We Teach Kids Positive Connection Every Valentine's Day — Why Not In Sex Ed?
In classrooms around the country, young students are sharing Valentine’s Day cards with their classmates and friends to mark relationships and connections and show care for one another.
However, this light-hearted rite of passage — often filled with humor and candy — may mark the last time personal relationships get much classroom attention. Just about the time paper hearts and chocolate kisses are getting replaced with lectures about how puberty leads to body odor and periods, the focus on relationships get pushed aside.
Too often, sex education teaches young people about their changing bodies, but not about much else. In a new article in this February’s American Journal of Public Health special issue on pleasure, we call for an expansion of sex education to place greater emphasis on pleasure and relationships.
The content of most sex education is too narrow and doesn’t include enough of the communication and healthy relationships skills that young people need. When we stop to listen to young people, they tell us they are frustrated with the lack of information about positive aspects of sexuality and the inadequate preparation for real relationships that they receive.
Abstinence-only programs, currently being pushed by social conservatives at all levels of government, are a particularly harmful example of how sex and pleasure are being systematically stigmatized. And not too worry, research shows overwhelmingly that offering young people information about sex does not lead them to have more sex or engage in riskier behaviors.
In way too many cases, sex education is all about avoiding risk and a recitation of a long list of “don’ts” — don’t get pregnant, don’t get an STD, and don’t have sex, at least not until you are married. This narrow focus on the don'ts has consequences. Many schools don’t teach about condoms. Those that do rarely address concerns about reduced sexual pleasure, which is a key reason people don’t use condoms.
Our kids would be a lot better off if we talked about the fact that sex is supposed to feel good, physically and emotionally, and for both partners.
Focusing on the message to say no to sex ignores the important point that people can choose to say yes as well. While the #MeToo movement has shifted conversations to emphasize sexual consent, sex education still has a lot of catching up to do. We know that good sex education can make—and in some places already is making—an important difference in consent understanding and skills.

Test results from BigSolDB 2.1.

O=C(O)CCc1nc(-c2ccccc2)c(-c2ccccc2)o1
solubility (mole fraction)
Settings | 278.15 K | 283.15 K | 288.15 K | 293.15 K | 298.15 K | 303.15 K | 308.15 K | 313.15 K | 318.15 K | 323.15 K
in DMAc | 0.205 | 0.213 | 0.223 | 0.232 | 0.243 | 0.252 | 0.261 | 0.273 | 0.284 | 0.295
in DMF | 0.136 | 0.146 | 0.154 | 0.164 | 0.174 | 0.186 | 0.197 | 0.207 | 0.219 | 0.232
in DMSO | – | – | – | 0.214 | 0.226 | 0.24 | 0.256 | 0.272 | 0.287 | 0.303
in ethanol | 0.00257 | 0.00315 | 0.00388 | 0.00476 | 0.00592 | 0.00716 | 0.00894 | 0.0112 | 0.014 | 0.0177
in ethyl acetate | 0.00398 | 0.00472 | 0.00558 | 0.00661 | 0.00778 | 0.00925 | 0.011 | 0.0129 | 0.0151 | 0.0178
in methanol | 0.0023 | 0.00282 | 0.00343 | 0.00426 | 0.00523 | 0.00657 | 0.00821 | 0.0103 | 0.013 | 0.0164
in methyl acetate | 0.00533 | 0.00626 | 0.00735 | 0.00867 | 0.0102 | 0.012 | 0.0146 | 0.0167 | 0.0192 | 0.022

Pleasure shouldn’t be a taboo topic in young people’s sex education. Bringing pleasure into sex education doesn’t mean providing detailed how-to lectures. But our kids would be a lot better off if we talked about the fact that sex is supposed to feel good, physically and emotionally, and for both partners.
All of our kids deserve to learn this basic truth about sex. For too long, boys and men have gotten the message that the primary purpose of sex was their own pleasure. But pleasure is for everyone, including girls and women, and sex ed should acknowledge that! Indeed, sex ed should meet the needs of young people of all sexual and gender identities.
It’s time to shift our sex education approach from a scary list of don’ts and incorporate the “do’s.” The focus on safer sex has set too-low a bar for what sex education can offer. Focusing on the don’ts overlooks many key aspects of young people’s current and future sexual lives including the ability to form and maintain healthy relationships, the right to decide whether, when and with whom to engage in sexual behavior, and the fact that sex should be pleasurable.
Young people need more than the simple messages in Valentine’s Day cards. They need high quality sex education that teaches about pleasure and the information and skills to form healthy relationships. This Valentine’s Day, our heart-felt wish is to do better for today’s youth.
Laura D. Lindberg is a principal research scientist with the Guttmacher Institute. Leslie Kantor is Professor and Chair, Department of Urban-Global Public Health at Rutgers University’s School of Public Health.
Kantor, L., Lindberg, L. (2020) Pleasure and Sex Education: The Need for Broadening Both Content and Measurement. American Journal of Public Health, https://ajph.aphapublications.org/doi/10.2105/AJPH.2019.305320
Madhivanan, P. et al., (2016) Human papillomavirus vaccination and sexual disinhibition in females: a systematic review, American Journal of Preventive Medicine, https://www.ajpmonline.org/article/S0749-3797(16)30072-1/fulltext
Ogilvie, G. et al. (2018) Population-level sexual behaviours in adolescent girls before and after introduction of the human papillomavirus vaccine (2003–2013), Canadian Medical Association Journal, http://www.cmaj.ca/content/190/41/E1221
Breuner, C., Mattson, G. (2016) Sexuality Education for Children and Adolescents — Clinical Report for the American Academy of Pediatrics, Pediatrics, https://pediatrics.aappublications.org/content/pediatrics/138/2/e20161348.full.pdf